Sunday, February 26, 2012

Solar Panels in Georgetown

“It was a no-brainer.”  Marc Mulzer is talking about the bargain he got on a solar array installed on his roof last week.  Mr. Mulzer is from Munich, where solar is a “huge, huge deal.”  The German city has pledged to use only renewable energy by 2025, and Mr. Mulzer estimates that every third house already sports photovoltaic panels.  The solar industry has been very robust in Germany, in spite of a rather unremarkable quantity of sunshine.  Last year almost half of all the solar installations in the world were in Germany.  When Mr. Mulzer came to Texas thirteen years ago he wanted to take advantage of our abundant sunshine but was discouraged by the high cost of panels and lack of financial incentives from the state.  This year he got lucky.

The city of Georgetown received $50,000 for solar incentives from a Department of Energy grant and was able to offer a few fortunate applicants a rebate of $2 per watt of photovoltaic capacity installed.  Mr. Mulzer’s system can produce 4 kilowatts, meaning he received an $8000 discount from the city on the price of his system.  His solar installer, Longhorn Solar, offered him another hefty rebate for being their first customer in the area.  Mr. Mulzer’s out of pocket cost will be only $3000 for a system that will provide almost half of all the electricity he needs for decades.  He also expects to take advantage of a $900 federal tax credit when he pays his income tax next year.  The solar panels will pay for themselves in about four years.

There are sixteen solar panels on the south-facing part of the Mulzer’s roof.  Any time the sun is shining each panel is producing about 250 watts of electricity.  That direct current travels to an inverter box on the side of the house where it is converted to alternating current for household use.  If the panels are generating more electricity than the house is using, the excess feeds into the electric grid where it can be used by other Georgetown customers.  When the panels are feeding the grid, the meter is running backwards.  At night when the sun is not shining, or anytime they are using more electricity than the panels can produce, the Mulzers will get their electricity from the grid like everybody else.  This is called a grid-connected system, and there are no batteries required.  Switching back and forth from solar to the grid is automatic; the Mulzers will never have to think about it.  With no moving parts and hail-resistant glass, the panels will be essentially maintenance free for 25 to 30 years.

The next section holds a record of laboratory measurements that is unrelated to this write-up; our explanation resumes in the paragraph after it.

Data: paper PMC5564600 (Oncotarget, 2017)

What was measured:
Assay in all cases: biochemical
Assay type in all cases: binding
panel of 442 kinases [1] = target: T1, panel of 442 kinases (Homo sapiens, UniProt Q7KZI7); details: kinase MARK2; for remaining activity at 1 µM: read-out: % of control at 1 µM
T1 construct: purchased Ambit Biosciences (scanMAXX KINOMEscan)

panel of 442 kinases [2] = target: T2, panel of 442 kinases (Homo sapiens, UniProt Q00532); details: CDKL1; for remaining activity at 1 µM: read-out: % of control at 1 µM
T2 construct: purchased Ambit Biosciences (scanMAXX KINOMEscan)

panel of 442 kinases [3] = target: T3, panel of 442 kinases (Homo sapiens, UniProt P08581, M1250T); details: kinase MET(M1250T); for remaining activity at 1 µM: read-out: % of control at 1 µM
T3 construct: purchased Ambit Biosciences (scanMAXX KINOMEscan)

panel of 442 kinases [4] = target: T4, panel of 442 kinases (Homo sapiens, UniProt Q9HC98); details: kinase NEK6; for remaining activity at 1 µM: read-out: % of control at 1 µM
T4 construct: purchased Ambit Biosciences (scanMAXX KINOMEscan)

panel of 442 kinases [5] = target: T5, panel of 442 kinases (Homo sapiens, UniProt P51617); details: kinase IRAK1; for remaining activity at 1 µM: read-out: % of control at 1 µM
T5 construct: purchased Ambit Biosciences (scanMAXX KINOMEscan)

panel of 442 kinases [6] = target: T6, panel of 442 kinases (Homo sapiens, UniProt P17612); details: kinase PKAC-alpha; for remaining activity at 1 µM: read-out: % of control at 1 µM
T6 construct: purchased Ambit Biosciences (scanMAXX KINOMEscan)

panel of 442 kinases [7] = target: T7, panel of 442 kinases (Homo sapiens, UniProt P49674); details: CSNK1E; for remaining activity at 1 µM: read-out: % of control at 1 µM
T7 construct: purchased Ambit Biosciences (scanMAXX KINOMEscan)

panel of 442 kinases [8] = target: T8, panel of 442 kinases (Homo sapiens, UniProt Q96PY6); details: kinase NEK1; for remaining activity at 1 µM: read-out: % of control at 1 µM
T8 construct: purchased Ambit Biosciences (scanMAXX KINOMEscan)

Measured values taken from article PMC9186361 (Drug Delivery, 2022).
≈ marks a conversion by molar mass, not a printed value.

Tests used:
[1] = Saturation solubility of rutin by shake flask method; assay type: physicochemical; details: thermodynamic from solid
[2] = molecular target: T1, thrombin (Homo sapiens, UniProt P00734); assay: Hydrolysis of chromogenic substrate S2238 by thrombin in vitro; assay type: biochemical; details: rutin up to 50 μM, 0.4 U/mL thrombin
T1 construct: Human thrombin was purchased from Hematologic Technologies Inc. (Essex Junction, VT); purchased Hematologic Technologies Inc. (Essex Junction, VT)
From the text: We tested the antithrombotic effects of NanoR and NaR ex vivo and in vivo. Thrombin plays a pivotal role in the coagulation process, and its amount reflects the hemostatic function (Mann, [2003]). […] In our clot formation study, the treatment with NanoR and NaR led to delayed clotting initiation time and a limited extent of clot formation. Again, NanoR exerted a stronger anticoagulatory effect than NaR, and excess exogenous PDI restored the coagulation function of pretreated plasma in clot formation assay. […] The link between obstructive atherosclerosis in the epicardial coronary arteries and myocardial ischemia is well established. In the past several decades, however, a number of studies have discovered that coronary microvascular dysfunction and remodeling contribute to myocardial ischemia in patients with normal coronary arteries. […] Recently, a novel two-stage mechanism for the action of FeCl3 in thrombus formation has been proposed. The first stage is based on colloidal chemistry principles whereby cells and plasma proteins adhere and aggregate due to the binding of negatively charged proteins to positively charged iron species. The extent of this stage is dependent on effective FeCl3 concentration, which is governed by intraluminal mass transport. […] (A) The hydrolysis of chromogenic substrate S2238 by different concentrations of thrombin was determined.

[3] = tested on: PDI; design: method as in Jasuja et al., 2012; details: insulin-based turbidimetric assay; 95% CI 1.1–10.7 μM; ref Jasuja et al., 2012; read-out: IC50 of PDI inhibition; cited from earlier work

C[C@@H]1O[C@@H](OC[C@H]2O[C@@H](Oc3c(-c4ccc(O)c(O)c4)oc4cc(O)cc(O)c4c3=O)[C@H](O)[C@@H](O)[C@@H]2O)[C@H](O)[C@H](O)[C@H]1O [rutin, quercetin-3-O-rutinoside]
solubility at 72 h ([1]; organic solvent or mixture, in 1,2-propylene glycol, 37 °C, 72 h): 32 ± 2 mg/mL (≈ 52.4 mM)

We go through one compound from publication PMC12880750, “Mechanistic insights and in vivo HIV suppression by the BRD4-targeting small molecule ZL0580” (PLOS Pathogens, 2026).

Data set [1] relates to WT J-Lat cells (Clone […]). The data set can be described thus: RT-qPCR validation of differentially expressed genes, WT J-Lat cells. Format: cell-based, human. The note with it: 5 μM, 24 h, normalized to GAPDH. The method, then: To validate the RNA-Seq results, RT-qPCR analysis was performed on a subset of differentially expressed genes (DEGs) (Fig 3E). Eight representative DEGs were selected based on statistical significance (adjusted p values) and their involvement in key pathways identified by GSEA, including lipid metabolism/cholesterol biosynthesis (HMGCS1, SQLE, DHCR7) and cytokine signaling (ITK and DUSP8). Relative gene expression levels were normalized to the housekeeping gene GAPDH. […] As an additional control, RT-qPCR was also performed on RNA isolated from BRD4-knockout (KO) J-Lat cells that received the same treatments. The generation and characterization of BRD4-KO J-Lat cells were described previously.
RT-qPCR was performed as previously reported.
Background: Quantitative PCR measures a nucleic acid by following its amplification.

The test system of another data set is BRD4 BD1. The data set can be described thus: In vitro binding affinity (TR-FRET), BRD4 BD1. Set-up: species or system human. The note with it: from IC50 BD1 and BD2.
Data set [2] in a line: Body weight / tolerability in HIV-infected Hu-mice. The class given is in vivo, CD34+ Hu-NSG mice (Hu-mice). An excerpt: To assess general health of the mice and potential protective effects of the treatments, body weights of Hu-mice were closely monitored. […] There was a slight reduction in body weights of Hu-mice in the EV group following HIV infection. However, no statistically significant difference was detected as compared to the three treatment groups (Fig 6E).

Why should the city be interested in helping people buy solar panels?  The answer is peak demand.  On a hot summer afternoon when everybody turns on their air conditioners, wholesale electricity prices get very, very expensive.  During times of near brown-out, the wholesale price can be much higher than the retail price, so the city is losing money to keep the lights on.  If enough houses have solar panels cranking out electricity on those same hot afternoons, it’s like an extra power plant on the rooftops of the city.  This “distributed generation” means a lower peak demand on the coal and gas-fired power plants and less need for the city to shell out exorbitant sums for emergency power.

The grant that funded Mr. Mulzer’s panels has been used up, but Kathy Ragsdale, Conservation Services Director for Georgetown Utility Systems, is developing another in-house program of solar incentives that would not depend on federal grants.  Those new rebates are not yet available to city customers.  However, customers of Oncor can sign up for incentives immediately and be ready to generate their own solar electricity this summer.

Monday, February 6, 2012

Electronic Waste

People, Planet, Profit – the Triple Bottom Line

Behind the Goodwill Store at 3010 Williams Drive, Matt is taking donations.  He takes my old computer and stacks it on top of other discarded computers in a box 4 feet wide and 4 feet tall.  Matt says the Georgetown location fills up three of those boxes every day.

In almost every household in America is a Closet of Digital Purgatory, the place where unwanted computers, keyboards, monitors, and mice languish in neglect.  These things were expensive, and they still work, so we hesitate to discard them.  But it’s time for a new upgrade and the closet is full, so something has to go.